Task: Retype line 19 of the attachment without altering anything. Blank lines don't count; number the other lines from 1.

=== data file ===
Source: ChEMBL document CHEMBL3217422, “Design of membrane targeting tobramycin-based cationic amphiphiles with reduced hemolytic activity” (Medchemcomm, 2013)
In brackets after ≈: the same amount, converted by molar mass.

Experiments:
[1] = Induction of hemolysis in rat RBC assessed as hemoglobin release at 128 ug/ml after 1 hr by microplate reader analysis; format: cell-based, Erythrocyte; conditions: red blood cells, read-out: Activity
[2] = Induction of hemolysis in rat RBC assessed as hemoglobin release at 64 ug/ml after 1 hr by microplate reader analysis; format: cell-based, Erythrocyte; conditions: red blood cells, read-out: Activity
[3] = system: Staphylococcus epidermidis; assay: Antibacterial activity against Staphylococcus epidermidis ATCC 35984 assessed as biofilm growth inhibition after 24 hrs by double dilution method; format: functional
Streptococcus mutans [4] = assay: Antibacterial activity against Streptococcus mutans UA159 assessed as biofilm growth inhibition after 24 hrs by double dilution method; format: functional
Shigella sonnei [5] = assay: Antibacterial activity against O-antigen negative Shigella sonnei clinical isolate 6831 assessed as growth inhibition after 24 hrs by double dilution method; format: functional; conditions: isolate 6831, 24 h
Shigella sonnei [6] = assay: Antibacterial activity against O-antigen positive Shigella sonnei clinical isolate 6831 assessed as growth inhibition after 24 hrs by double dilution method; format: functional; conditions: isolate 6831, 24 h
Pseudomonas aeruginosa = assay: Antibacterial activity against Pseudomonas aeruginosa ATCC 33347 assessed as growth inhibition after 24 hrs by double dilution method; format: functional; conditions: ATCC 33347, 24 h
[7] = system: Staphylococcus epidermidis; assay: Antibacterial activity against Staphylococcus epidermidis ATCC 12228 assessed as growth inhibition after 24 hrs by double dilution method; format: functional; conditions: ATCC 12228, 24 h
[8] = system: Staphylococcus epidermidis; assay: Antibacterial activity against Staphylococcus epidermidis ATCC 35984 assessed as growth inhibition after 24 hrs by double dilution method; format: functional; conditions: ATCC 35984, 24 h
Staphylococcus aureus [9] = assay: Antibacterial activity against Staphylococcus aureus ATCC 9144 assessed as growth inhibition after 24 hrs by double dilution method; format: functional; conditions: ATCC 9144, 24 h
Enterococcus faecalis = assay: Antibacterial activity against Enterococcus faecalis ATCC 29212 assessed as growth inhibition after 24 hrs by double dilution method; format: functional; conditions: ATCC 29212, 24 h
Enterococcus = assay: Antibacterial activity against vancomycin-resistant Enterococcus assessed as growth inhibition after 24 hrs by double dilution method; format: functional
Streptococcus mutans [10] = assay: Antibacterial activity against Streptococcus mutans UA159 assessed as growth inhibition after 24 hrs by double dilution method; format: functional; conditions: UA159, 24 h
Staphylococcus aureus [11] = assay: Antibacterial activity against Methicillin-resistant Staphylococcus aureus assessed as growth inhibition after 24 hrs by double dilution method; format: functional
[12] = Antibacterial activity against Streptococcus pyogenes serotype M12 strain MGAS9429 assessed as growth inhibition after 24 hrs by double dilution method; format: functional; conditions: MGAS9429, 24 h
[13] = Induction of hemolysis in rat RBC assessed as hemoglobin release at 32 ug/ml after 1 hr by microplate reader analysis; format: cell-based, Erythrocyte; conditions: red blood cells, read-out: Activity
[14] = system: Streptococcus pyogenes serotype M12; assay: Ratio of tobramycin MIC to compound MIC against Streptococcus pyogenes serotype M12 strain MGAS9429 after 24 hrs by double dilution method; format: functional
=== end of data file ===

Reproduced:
[13] = Induction of hemolysis in rat RBC assessed as hemoglobin release at 32 ug/ml after 1 hr by microplate reader analysis; format: cell-based, Erythrocyte; conditions: red blood cells, read-out: Activity